"Having knowledge of specific threat groups is helpful for defenders to incorporate threat intelligence and modeling into their security strategy. As defenders begin to have a more detailed grasp on threat groups and their methodology, they are able to implement defense in depth strategies that will provide the most layers of protection in their environments. Identifying these groups is great for the individual organization, but most important for the cybersecurity community as a whole. Threat groups are often operating faster than blue teams can keep up and it's imperative that we continue to strive for collective security that relies on rapid intelligence sharing."
By Women in Cyber, for Women in Cyber.
This month’s Creating Connections issue will publish this Monday, March 15th and will focus on International Women’s Month. Featured pieces include tips from Dominique West from the Security in Color podcast, a challenge to help other women around the world, a list of historic achievements by women, and many more goodies. Sign up and join our community dedicated to empowering women in the industry.
Chinese threat actor exploited SolarWinds vulnerability.
Secureworks describes cyberespionage activity by a suspected Chinese actor dubbed "SPIRAL." The actor exploited a vulnerability (CVE-2020-10148) in SolarWinds' Orion product to deploy its SUPERNOVA web shell. The researchers say this activity is unrelated to the Russian-linked Solorigate campaign that also made use of SolarWinds' Orion.
The SUPERNOVA web shell is a Trojanized version of a legitimate Orion DLL. The threat actor first executed a reconnaissance script before deploying the web shell, then obtained credentials from Windows' Local Security Authority Subsystem Service (LSASS). After this, the actor "mapped network shares on two hosts: a domain controller and a server that could provide access to sensitive business information."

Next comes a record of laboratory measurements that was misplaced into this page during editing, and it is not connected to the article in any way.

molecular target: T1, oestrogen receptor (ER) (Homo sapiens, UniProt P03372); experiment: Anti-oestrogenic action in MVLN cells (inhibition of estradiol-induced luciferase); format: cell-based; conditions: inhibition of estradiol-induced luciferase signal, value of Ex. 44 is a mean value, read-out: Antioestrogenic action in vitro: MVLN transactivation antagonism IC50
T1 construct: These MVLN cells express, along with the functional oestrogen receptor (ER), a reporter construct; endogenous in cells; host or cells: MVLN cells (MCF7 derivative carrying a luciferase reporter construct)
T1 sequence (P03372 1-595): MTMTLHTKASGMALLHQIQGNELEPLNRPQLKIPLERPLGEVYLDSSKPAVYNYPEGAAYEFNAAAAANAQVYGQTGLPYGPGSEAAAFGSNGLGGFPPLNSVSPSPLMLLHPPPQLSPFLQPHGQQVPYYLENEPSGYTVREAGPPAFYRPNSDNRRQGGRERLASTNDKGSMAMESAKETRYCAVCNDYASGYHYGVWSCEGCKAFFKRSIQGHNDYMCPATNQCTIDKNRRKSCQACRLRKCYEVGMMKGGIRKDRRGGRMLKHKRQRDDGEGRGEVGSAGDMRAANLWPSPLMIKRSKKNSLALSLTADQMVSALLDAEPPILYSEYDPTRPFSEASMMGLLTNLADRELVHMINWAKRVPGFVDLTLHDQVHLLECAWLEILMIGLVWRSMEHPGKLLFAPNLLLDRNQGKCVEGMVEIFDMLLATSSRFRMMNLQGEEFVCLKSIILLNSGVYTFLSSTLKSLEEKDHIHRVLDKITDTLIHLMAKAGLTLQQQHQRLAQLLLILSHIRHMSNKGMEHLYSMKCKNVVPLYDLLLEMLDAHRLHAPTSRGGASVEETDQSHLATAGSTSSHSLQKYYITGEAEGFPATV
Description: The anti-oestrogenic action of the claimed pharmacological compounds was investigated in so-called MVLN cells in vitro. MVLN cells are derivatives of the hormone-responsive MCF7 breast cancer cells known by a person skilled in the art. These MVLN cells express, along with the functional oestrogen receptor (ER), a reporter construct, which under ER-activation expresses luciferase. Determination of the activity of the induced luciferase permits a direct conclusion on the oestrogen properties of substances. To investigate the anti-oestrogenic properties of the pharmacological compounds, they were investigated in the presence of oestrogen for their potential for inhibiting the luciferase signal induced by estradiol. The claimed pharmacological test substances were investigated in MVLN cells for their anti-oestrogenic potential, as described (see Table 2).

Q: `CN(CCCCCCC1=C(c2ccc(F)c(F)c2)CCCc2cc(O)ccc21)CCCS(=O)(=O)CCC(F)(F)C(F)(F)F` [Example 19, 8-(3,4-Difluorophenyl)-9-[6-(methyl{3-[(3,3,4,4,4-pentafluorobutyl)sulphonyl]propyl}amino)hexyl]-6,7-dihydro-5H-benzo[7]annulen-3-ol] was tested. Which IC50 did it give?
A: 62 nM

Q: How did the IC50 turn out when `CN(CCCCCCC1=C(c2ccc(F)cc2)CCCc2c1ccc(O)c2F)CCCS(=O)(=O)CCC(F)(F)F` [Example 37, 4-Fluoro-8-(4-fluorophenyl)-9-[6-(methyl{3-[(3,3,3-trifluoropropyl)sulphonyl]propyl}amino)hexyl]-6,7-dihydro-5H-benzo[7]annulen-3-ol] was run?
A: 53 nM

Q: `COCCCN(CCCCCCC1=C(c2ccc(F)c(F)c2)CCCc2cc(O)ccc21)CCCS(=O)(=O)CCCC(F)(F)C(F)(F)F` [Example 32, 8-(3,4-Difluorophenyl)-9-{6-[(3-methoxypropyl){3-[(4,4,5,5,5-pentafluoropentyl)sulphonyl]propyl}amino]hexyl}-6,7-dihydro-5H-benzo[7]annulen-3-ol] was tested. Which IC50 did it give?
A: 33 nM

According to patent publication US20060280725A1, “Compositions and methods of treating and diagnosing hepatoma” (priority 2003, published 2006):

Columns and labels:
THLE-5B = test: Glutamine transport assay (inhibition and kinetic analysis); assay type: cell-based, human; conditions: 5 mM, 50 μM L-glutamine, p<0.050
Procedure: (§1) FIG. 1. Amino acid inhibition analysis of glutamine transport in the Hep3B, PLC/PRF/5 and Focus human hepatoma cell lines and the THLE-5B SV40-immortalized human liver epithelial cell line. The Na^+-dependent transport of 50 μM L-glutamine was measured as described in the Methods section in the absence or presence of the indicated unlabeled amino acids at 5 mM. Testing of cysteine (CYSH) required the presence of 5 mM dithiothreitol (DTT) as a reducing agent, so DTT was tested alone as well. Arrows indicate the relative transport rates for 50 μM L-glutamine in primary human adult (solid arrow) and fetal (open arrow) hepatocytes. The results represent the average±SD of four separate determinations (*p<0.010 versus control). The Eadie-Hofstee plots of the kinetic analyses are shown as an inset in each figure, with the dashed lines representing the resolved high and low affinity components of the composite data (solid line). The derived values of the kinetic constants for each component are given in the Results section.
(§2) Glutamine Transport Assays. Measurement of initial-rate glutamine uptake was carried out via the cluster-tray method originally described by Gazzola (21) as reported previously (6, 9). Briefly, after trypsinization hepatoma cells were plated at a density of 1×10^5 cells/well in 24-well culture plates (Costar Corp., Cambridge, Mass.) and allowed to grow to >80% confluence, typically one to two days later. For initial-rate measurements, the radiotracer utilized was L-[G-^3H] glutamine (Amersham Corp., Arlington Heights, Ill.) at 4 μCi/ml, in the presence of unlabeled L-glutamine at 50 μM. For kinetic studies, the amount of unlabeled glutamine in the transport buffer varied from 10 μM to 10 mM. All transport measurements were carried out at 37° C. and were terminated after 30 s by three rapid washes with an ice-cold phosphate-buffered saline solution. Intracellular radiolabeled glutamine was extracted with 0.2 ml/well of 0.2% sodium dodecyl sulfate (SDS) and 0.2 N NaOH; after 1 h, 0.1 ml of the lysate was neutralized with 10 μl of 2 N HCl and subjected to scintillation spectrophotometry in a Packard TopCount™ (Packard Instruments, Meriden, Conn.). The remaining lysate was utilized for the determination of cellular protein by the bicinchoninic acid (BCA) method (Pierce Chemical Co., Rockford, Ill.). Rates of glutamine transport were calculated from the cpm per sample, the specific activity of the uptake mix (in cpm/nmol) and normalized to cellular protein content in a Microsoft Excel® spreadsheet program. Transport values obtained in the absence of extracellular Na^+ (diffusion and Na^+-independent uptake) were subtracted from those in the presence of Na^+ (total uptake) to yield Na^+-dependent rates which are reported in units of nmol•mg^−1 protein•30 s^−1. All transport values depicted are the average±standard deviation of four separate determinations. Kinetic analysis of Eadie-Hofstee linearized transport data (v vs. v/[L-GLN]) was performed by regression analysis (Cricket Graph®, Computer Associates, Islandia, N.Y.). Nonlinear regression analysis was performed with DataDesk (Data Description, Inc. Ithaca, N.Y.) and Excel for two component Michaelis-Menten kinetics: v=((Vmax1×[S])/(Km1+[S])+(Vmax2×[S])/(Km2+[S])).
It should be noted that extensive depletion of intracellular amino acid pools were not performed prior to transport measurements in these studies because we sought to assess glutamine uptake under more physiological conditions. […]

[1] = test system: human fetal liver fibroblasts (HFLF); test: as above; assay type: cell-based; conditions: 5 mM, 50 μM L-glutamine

Secureworks believes the group is based in China because the actor (apparently inadvertently) exposed a Chinese IP address when it downloaded an installer:
"A Secureworks endpoint detection and response (EDR) agent checked in from a host that did not belong to the compromised organization and used an IP address geolocated to China. The naming convention of this host was the same as another host used by the threat actor to connect to the network via a VPN connection. This ‘<Username>-PC’ naming convention is the default hostname for a Windows 7 host, but it is not the victim’s standard naming convention for hosts. CTU analysis suggests the threat group likely downloaded the endpoint agent installer from the network and executed it on the attacker-managed infrastructure. The exposure of the IP address was likely unintentional, so its geolocation supports the hypothesis that the SPIRAL threat group operates out of China."
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A warning on deepfakes.
The US FBI warned yesterday that hostile foreign actors should be expected to use increasingly plausible and convincing content in their influence operations. The Bureau expects these efforts to arrive in the near future. “Malicious actors almost certainly will leverage synthetic content for cyber and foreign influence operations in the next 12-18 months,” the Private Industry Notification said. “Foreign actors are currently using synthetic content in their influence campaigns, and the FBI anticipates it will be increasingly used by foreign and criminal cyber actors for spearphishing and social engineering in an evolution of cyber operational tradecraft.”